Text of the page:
Citizens petitions for reductions to 1.5% (a $33 tax reduction for the average homeowner) and 0.01% (about $125 less) must be presented to voters at Town Meeting. However, the reduction must also be voted at a town election (most likely the fall election). Selectmen voted 3 to 2, with Doug Stevenson and John Ballantine opposed, to put the 1.5% surcharge level on the ballot. Only Carol Peters supported a reduction to 0.01%. However, the next day town counsel Paul DeRensis advised that both citizens' petition questions must also appear on the ballot. So, regardless of the selectmen's votes, all three reductions will be presented to voters at Town Meeting. A table of estimated CPA surcharges and revenues at each proposed level is on page 7.

Vivian Chaput, the selectman responsible for organizing the CPC committee, was not present for the March 6 vote, but on March 25 she commented that reducing the surcharge to 1% would be "counterproductive." Since more money is available for the state matching funds, the town would be "better off to reap that money ourselves," she added.

"Just sitting there"

For next fiscal year attempts to use the conservation fund to increase operating budgets have been less successful.

Like the CPA, the $100,000+ in the conservation fund is "just sitting there" with no claims on it, says FinCom chair Tony Allison. Given the high cost of land, that amount won't make any difference when a high priority parcel could be worth "millions of dollars," and "the town won't vote for it" in any case, Allison has said. The school and other departments have been asked to cut their budgets, so Allison has said the money in the conservation fund should be transferred into the general budget.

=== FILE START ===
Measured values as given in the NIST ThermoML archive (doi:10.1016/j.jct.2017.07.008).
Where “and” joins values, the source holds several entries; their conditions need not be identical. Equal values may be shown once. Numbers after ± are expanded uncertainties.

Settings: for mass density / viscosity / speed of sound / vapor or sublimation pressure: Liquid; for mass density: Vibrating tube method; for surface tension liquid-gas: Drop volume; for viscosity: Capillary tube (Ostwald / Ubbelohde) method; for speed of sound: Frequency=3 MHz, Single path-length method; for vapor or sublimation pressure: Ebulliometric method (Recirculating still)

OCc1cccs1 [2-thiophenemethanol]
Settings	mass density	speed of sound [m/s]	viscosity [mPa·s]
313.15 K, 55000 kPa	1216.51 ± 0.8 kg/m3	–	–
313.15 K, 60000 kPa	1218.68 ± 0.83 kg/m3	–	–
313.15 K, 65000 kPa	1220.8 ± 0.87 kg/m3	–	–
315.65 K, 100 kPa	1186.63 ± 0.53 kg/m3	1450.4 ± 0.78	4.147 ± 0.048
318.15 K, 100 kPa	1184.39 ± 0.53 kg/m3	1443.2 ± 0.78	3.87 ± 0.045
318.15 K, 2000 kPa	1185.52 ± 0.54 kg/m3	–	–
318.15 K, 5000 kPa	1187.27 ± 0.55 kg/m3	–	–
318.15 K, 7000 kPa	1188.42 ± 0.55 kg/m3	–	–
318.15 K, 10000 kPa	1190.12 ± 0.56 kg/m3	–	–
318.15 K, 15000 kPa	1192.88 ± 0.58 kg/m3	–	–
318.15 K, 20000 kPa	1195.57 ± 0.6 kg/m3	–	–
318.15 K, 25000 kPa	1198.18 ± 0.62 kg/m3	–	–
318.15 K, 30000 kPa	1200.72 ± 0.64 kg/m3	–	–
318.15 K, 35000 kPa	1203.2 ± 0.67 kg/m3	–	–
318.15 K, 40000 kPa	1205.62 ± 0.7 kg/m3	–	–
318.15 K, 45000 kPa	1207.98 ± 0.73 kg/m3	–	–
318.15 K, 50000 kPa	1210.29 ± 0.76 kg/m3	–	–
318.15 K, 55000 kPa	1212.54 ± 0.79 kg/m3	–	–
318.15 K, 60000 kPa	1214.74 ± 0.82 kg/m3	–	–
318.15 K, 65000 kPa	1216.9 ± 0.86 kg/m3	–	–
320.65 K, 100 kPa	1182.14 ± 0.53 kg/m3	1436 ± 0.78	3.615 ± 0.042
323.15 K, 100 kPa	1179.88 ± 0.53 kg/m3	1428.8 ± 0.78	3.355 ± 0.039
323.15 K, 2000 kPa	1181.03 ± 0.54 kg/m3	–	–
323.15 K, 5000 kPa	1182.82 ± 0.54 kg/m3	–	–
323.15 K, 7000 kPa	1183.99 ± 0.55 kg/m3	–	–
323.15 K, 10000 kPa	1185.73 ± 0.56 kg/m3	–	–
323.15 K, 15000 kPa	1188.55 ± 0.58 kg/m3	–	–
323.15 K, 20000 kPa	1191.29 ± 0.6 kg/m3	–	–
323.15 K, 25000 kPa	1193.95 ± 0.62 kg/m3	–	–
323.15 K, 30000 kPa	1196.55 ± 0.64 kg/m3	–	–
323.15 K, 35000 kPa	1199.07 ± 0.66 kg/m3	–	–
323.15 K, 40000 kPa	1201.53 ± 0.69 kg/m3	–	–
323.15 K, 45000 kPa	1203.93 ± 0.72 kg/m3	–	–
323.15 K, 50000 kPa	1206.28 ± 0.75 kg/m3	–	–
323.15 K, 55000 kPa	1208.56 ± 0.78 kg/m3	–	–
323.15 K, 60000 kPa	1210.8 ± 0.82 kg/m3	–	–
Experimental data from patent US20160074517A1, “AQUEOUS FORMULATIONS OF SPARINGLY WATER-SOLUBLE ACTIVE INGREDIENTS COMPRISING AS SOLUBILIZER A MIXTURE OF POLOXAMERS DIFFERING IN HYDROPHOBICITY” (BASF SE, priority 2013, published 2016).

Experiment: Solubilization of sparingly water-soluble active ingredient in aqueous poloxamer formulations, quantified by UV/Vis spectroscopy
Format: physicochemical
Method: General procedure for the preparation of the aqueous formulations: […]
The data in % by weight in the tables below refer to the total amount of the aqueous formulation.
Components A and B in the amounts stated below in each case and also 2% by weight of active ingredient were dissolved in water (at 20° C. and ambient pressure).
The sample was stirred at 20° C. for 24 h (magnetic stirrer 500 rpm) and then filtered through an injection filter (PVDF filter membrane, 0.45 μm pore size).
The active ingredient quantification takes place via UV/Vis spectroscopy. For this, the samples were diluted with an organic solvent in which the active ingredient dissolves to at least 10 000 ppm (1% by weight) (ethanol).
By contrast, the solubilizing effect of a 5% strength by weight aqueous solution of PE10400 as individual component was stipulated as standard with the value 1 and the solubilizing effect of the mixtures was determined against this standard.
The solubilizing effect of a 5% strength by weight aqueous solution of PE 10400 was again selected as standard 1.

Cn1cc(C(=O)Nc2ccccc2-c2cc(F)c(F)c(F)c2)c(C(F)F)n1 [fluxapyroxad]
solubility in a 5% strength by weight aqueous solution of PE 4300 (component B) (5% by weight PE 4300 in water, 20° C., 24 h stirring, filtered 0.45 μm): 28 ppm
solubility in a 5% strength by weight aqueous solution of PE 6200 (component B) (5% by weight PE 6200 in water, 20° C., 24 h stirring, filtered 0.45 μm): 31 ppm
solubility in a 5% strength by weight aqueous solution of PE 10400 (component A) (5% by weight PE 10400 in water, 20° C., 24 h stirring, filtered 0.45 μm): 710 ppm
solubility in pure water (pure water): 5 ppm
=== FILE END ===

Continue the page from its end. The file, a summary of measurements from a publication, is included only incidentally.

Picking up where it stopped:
Indeed, in developing plans for what to pare from budget requests at a February 22 meeting, most FinCom members advocated using the $100,000 in the conservation fund for operating expenses.

In addition, an unanticipated additional bill for $93,000, due in early July to settle the "superfund" town center landfill contamination case, created further pressure on the budget. FinCom members hoped to pay the $93,000 from the conservation fund (later reduced to $77,000) and the use the remainder in the co9nservation fund to restore some of these cuts to the school and/or other department budgets.

"Violation of public trust"

To divert the conservation fund to other purposes would be a "violation of a public trust," ConsCom chair Tom Brownrigg told FinCom at the March 5 meeting. Citizens who voted to create the conservation fund were supporting the purchase of conservation land and water rights. The fund was set aside specifically "to enable the town to react when an opportunity arises" to negotiate with a landowner, according to ConsCom member Roy Watson. The money is specifically intended to pay costs during pre-purchase negotiations such as surveys and appraisals.

Watson and others also expressed doubt whether the town could legally use the conservation fund for other purposes. Watson's doubt was later confirmed, when town administrator Madonna McKenzie reported at the March 18 FinCom meeting the sate department of revenue had advised that, since a Proposition 2-1/2 override had added the money to the fund, the town cannot spend it for different purposes.

On March 19, just hours before the deadline to place articles on the Warrant for Town Meeting, town counsel suggested a complicated exchange of payments and transfers that would ultimately result in using $66,000 from the conservation fund to supplement operating budgets.

But that scheme was quickly squashed by the approaching deadline and the reluctance of two key committees to cooperate. ConsCom, which would have to agree to use $66K of the fund for payments on the Wang-Coombs land, seemed skeptical.FinCom, which would have to recalculate operating budgets, would consider it only if it lowered overrides, rather than raising spending, according to Allison.

2002 The Carlisle Mosquito